Henry Agard Wallace. LC-USZ62-49956. Prints & Photographs Division, Library of Congress.
Henry Agard Wallace.
LC-USZ62-49956. Prints & Photographs Division, Library of Congress.

Henry A. Wallace, Secretary of Agriculture, discussed potential public works projects with some of his staff. On May 30th, he advised Samuel H. McCrory, Chief of the BAE, that he had talked to the President �bout the matter of getting some of the public works money for erosion control. The president seems to be very much interested in the general problem of erosion but time did not permit getting any detailed views from him as to action under the public works bill.�span style="font-size: 7pt">(7)

Title II of the National Industrial Recovery Act (NIRA), enacted on June 16, created the Federal Emergency Administration of Public Works. All powers of the new administration were to be exercised by the Federal Emergency Administrator of Public Works, who could establish new agencies, utilize Federal and state employees, and appoint employees without regard to civil service laws. In keeping with the Ickes suggestion, FDR appointed the Secretary of the U.S. Department of the Interior (USDI), to the dual post of Federal Emergency Administrator of Public Works on July 8th.(8) Among the eligible purposes enumerated in the act were the �onservation and development of natural resources, including control, utilization, and purification of waters, prevention of soil or coastal erosion, development of water power�(9)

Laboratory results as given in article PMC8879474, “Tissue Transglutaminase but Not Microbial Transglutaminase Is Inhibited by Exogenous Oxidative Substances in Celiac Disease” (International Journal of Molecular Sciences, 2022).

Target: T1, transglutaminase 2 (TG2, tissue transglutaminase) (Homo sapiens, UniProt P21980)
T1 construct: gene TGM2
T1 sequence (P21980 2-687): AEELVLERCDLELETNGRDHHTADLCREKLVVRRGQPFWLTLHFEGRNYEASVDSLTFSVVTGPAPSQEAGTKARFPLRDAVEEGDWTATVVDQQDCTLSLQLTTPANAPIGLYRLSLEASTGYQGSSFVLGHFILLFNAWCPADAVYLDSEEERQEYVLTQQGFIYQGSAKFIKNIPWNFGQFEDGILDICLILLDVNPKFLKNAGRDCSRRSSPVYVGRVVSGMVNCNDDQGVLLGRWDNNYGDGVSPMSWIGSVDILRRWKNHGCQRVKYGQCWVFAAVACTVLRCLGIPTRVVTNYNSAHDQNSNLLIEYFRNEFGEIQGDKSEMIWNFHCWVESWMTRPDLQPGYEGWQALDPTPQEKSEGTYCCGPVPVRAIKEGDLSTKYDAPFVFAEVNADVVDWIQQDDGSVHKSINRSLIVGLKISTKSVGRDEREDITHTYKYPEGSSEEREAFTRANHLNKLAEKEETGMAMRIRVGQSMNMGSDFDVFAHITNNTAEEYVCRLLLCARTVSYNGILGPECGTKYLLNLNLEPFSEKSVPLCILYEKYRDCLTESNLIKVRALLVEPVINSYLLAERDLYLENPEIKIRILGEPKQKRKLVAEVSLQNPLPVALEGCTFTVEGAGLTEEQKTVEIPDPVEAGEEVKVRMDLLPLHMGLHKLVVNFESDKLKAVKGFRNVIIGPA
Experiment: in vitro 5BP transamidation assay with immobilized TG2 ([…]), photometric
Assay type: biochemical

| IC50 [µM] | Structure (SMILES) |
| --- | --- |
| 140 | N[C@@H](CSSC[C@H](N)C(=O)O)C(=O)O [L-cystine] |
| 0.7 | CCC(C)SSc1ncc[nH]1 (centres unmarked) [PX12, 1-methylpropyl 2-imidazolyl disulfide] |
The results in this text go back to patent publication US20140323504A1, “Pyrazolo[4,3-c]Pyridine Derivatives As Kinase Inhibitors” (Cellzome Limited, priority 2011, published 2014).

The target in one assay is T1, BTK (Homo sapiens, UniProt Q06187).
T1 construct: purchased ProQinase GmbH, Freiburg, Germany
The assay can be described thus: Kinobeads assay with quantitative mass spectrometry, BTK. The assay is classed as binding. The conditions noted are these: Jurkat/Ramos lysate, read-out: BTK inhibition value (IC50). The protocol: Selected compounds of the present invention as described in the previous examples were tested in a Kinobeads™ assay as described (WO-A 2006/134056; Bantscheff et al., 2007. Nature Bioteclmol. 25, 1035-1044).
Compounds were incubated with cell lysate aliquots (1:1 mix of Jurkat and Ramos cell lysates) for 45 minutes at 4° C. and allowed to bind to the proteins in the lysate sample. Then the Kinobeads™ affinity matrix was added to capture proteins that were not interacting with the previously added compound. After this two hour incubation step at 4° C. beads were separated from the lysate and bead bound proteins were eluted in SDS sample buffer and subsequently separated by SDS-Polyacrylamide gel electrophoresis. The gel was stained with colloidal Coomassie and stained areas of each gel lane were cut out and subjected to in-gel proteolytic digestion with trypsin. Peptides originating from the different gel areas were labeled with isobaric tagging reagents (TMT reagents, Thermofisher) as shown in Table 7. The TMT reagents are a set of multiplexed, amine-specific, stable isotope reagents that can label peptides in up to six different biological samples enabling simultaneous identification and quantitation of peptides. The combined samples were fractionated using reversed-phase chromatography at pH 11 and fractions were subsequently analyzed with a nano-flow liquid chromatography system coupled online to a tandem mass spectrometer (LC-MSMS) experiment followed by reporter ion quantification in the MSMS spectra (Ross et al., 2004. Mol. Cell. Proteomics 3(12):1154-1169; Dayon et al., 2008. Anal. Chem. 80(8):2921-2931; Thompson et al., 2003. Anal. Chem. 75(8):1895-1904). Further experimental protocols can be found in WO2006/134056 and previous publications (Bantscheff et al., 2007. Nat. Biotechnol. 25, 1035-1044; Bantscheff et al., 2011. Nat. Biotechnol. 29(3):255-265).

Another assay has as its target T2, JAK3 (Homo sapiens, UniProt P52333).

It seems likely that FDR needed little persuasion to include soil conservation as a purpose of the Act given his interest in forestry, erosion, and conservation. He had carried out reforestation and soil conservation work on his estate at Hyde Park, New York, and on his small farm near Warm Springs, Georgia. As governor of New York, FDR had hired some of the state� youth to reforest abandoned farm land purchased by the State. His personal life and public career indicate that not only would he be receptive to the idea, but also that he would have arrived at that thought independently.

Within the USDA, some bureaus were already thinking about public works projects that could be funded under the bill then being drafted and making its way through Congress. Before the bill was signed, the BAE had formulated a plan for a national terracing program for erosion control. The BAE proposed that it supply the technical direction, while the State administrators in the new public works agency would administer the program and employ a supervising engineer for each State. The Federal government would supply the terracing equipment while the farmer signed an agreement to provide the labor, power, and future maintenance. The state extension services could help farmers form cooperating organizations to facilitate the agreement process. Rexford G. Tugwell, acting for Secretary Wallace, forwarded the plan to the Administrator, Federal Emergency Administration of Public Works on June 9. Secretary Wallace had penned a note on the outgoing letter. � have had this matter of expenditure of Public Works money for erosion control [brought] up with the President and he is very much interested."(10)  

Simultaneously, another USDA branch was cooperating with the Department of the Interior on soil conservation. The Bureau of Chemistry and Soils and their soil conservation expert, Hugh Hammond Bennett, had come to the attention of John Collier, Commissioner of Indian Affairs, through Secretary of Agriculture Wallace. Wallace soon had plans for Mr. Bennett to use his conservation skills to help Collier in his mission to preserve and perpetuate Native American cultures.